The mail today contained a circular letter from Nicky Stevens of Huntington Estate Wines. Nicky, this year, bore the full load of the non musical side of the Huntington Estate Music Festival, her ever-enthusiastic husband being indisposed. Given the foul weather, there may have been some grumbles expected about logistics and feeding the multitudes. In the event she and her staff performed admirably and delivered a fine and enjoyable festival. So were there some complaints? It seems, yes. The letter states “the team at Musica Viva and I have received some concerning feedback about the musical program…” .
Given that it is virtually impossible to please even two or three music lovers gathered around Classic FM (see the discussion on Twitter about the 20th Century Top 100, for example), there will always be some muttering around festival traps. Not really worthy of mention, you would think. The audience are predominantly white anglo-saxons of a certain age and one would have thought some polite forbearance would be forthcoming. Maybe it was all expended on the weather patterns, leaving nothing for the music. The complaints must have been loud to warrant prompting a letter and accompanying survey.
Was there anything seriously wrong with the program as presented? Not in your correspondent’s view, more of which later. If there was a fault it lay entirely in the selection of artists, or in particular one ensemble. It is somewhat surprising for a presenter of the stature of Musica Viva that they can, from time to time, get their string quartet selection wrong. The Navarra was not up to scratch in 2009, the T’ang (2008?) only passable, while the Dutch quartet at the first MVA Huntington was, in somewhat hazy recollection, less than exciting. This year the selection of the Aroha Quartet from New Zealand was a particularly egregious failure. Not so much in their performances of Chinese works by Tan Dun and A Ke Jian (the quartet being three quarters Chinese New Zealand in make up), but in their playing of two standard repertoire pieces, Borodin Quartet No 2 and Beethoven’s Op 18 No 1. In his review of the festival, only part of which he attended, Roger Covell damned with faint praise, referring particularly to problems with intonation. Just as well Professor Covell did not hear the Borodin. The intonation was, in this case, nothing short of atrocious, while the quartet made nothing of the glorious melodiousness of the piece. The work, it should be noted, is generally considered to be “not very difficult”. A student quartet from the Australian National Academy of Music would have done better. One can only assume the guys at MVA had never heard the Aroha in the flesh. Perhaps they owed Chamber Music New Zealand a favour. Or just perhaps they relied on a recording of the quartet and didn’t bother to check with any of the many people in New Zealand who could have advised them appropriately.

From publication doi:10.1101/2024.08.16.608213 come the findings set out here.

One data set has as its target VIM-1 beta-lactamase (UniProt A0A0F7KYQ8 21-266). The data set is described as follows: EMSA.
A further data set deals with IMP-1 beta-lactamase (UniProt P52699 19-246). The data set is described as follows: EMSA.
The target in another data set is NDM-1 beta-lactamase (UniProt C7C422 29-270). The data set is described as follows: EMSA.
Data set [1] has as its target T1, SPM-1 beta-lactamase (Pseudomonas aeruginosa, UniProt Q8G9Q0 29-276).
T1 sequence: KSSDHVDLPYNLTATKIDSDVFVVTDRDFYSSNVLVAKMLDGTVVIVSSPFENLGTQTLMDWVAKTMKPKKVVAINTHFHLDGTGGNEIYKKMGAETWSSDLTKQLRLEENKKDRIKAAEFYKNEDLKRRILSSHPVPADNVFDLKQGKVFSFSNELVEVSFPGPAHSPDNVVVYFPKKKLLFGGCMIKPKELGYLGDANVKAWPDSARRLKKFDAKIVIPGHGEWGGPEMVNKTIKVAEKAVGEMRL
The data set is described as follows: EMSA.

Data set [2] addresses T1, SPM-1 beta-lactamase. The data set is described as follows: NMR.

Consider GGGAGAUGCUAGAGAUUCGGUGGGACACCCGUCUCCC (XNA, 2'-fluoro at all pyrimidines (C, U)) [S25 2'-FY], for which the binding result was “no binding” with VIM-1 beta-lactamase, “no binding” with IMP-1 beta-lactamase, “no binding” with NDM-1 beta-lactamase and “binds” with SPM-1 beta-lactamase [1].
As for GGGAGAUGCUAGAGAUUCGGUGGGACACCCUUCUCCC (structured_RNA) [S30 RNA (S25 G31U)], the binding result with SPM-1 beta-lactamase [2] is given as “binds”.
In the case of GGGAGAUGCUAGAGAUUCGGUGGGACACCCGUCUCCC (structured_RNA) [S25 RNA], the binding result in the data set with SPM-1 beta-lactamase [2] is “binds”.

Leaving aside the Goldner Quartet, Australia has at least three other, far better, quartets to choose from. (The Australian String Quartet was already taking part.) The problem for MVA, one must presume, is that these quartets (Flinders, Hopkins and Tin Alley) all hail from Melbourne and five players across the three quartets hold concert-master or principal positions in the Melbourne Symphony Orchestra or Orchestra Victoria. November is a very busy month for both orchestras, so scheduling in a festival by any of the quartets is rather difficult. Patrons can rest somewhat easy as at least two fine quartets are again programmed for 2012, in the Enso Quartet (from the USA), and the “new” Australian String Quartet. Of course the “new” ASQ has yet to perform publicly together, but the pedigrees of the new first violin (Kristian Winther) and violist (Steven King) are such that there is no real risk.
So, to the presumed programming complaints which were levelled at the MVA team. Your correspondent has some idea of the supposed issues as a result of an Ancient Mariner (or rather Wedding Guest) experience at the festival this year. Immediately after the final concert, a luncheon table had been prepared where a glass of good red wine awaited. Out of the shadows loomed the Ancient Mariner, to buttonhole your correspondent. The Ancient Mariner, one of those white anglo-saxon males of a certain age, proceeded to unburden himself: “What did you think of the programs?” “I don’t come to this festival to hear that sort of music”; “I know a lot of people who have complained already”. Like the Wedding Guest, JohnofOz had “heard the loud bassoon”, or, rather, was possessed of a great thirst (which had of course been a problem for the real Ancient Mariner). Beating his breast, he murmured that he did not have a problem with the human voice, nor with hearing Noel Coward songs on a Sunday morning, or even Roses of Picardy, when they are sung so delightfully by musicians of the calibre of the Adelaide Chamber Singers and Thomas Meglioranza.
Not said was that, when last checked, the name of the Festival was the Huntington Estate Music Festival. No mention there of “classical music” or any other limiting definition. What most patrons would expect, one would have thought, would be “good music”. Certainly that is what they got, and apart from the exception mentioned earlier, all particularly well delivered. That, surely should be enough.
The 2012 festival, it is promised, will “be weighted more towards works from earlier times”. This is a broad expanse: Elizabeathan? Baroque? Classical? Romantic? Presumably not too much of that dreadful modern stuff. One wouldn’t want to frighten the donkeys.